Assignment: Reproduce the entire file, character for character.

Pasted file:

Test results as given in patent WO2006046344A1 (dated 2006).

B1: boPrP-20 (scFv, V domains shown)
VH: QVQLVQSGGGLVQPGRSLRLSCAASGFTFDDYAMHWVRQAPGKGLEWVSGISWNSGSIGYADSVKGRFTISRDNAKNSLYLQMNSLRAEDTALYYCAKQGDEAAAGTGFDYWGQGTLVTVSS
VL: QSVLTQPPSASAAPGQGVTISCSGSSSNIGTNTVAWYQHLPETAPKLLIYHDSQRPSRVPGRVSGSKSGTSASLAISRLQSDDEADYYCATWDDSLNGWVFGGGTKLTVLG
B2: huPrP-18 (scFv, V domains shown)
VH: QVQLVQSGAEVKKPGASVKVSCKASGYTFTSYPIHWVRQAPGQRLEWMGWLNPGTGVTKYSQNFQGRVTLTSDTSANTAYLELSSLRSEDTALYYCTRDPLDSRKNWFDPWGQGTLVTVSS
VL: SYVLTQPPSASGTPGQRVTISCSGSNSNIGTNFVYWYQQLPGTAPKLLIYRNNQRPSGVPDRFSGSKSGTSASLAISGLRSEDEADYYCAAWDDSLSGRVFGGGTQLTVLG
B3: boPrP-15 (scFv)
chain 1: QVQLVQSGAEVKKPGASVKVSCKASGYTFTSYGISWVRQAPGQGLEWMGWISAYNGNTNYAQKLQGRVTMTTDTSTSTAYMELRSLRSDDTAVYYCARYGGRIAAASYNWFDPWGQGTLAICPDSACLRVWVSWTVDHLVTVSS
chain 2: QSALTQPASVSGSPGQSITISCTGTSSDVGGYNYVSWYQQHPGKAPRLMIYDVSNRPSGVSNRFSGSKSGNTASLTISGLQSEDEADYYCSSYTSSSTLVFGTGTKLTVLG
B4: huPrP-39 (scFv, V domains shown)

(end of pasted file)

Test results as given in patent WO2006046344A1 (dated 2006).

B1: boPrP-20 (scFv, V domains shown)
VH: QVQLVQSGGGLVQPGRSLRLSCAASGFTFDDYAMHWVRQAPGKGLEWVSGISWNSGSIGYADSVKGRFTISRDNAKNSLYLQMNSLRAEDTALYYCAKQGDEAAAGTGFDYWGQGTLVTVSS
VL: QSVLTQPPSASAAPGQGVTISCSGSSSNIGTNTVAWYQHLPETAPKLLIYHDSQRPSRVPGRVSGSKSGTSASLAISRLQSDDEADYYCATWDDSLNGWVFGGGTKLTVLG
B2: huPrP-18 (scFv, V domains shown)
VH: QVQLVQSGAEVKKPGASVKVSCKASGYTFTSYPIHWVRQAPGQRLEWMGWLNPGTGVTKYSQNFQGRVTLTSDTSANTAYLELSSLRSEDTALYYCTRDPLDSRKNWFDPWGQGTLVTVSS
VL: SYVLTQPPSASGTPGQRVTISCSGSNSNIGTNFVYWYQQLPGTAPKLLIYRNNQRPSGVPDRFSGSKSGTSASLAISGLRSEDEADYYCAAWDDSLSGRVFGGGTQLTVLG
B3: boPrP-15 (scFv)
chain 1: QVQLVQSGAEVKKPGASVKVSCKASGYTFTSYGISWVRQAPGQGLEWMGWISAYNGNTNYAQKLQGRVTMTTDTSTSTAYMELRSLRSDDTAVYYCARYGGRIAAASYNWFDPWGQGTLAICPDSACLRVWVSWTVDHLVTVSS
chain 2: QSALTQPASVSGSPGQSITISCTGTSSDVGGYNYVSWYQQHPGKAPRLMIYDVSNRPSGVSNRFSGSKSGNTASLTISGLQSEDEADYYCSSYTSSSTLVFGTGTKLTVLG
B4: huPrP-39 (scFv, V domains shown)